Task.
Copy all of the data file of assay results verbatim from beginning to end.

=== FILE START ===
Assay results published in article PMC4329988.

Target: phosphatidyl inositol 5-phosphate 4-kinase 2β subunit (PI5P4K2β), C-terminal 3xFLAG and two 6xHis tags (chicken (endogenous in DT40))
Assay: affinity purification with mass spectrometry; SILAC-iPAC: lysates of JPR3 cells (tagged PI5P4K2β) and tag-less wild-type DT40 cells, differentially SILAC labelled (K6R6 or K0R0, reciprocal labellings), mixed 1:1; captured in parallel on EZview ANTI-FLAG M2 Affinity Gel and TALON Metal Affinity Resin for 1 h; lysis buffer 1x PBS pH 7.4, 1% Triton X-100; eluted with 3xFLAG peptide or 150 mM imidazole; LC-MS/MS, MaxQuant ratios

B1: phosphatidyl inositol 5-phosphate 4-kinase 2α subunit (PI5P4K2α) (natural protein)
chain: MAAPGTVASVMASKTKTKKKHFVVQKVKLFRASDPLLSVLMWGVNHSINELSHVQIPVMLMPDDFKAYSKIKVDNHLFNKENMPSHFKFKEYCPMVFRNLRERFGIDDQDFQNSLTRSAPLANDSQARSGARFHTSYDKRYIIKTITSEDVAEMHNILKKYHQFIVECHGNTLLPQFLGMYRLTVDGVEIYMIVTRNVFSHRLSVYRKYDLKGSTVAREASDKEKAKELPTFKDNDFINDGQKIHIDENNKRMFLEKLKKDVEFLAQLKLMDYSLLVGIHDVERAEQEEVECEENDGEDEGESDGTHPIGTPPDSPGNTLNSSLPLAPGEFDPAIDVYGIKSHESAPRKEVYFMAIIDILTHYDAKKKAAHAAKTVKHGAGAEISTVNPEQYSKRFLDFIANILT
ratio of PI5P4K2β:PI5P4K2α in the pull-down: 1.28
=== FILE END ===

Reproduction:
Assay results published in article PMC4329988.

Target: phosphatidyl inositol 5-phosphate 4-kinase 2β subunit (PI5P4K2β), C-terminal 3xFLAG and two 6xHis tags (chicken (endogenous in DT40))
Assay: affinity purification with mass spectrometry; SILAC-iPAC: lysates of JPR3 cells (tagged PI5P4K2β) and tag-less wild-type DT40 cells, differentially SILAC labelled (K6R6 or K0R0, reciprocal labellings), mixed 1:1; captured in parallel on EZview ANTI-FLAG M2 Affinity Gel and TALON Metal Affinity Resin for 1 h; lysis buffer 1x PBS pH 7.4, 1% Triton X-100; eluted with 3xFLAG peptide or 150 mM imidazole; LC-MS/MS, MaxQuant ratios

B1: phosphatidyl inositol 5-phosphate 4-kinase 2α subunit (PI5P4K2α) (natural protein)
chain: MAAPGTVASVMASKTKTKKKHFVVQKVKLFRASDPLLSVLMWGVNHSINELSHVQIPVMLMPDDFKAYSKIKVDNHLFNKENMPSHFKFKEYCPMVFRNLRERFGIDDQDFQNSLTRSAPLANDSQARSGARFHTSYDKRYIIKTITSEDVAEMHNILKKYHQFIVECHGNTLLPQFLGMYRLTVDGVEIYMIVTRNVFSHRLSVYRKYDLKGSTVAREASDKEKAKELPTFKDNDFINDGQKIHIDENNKRMFLEKLKKDVEFLAQLKLMDYSLLVGIHDVERAEQEEVECEENDGEDEGESDGTHPIGTPPDSPGNTLNSSLPLAPGEFDPAIDVYGIKSHESAPRKEVYFMAIIDILTHYDAKKKAAHAAKTVKHGAGAEISTVNPEQYSKRFLDFIANILT
ratio of PI5P4K2β:PI5P4K2α in the pull-down: 1.28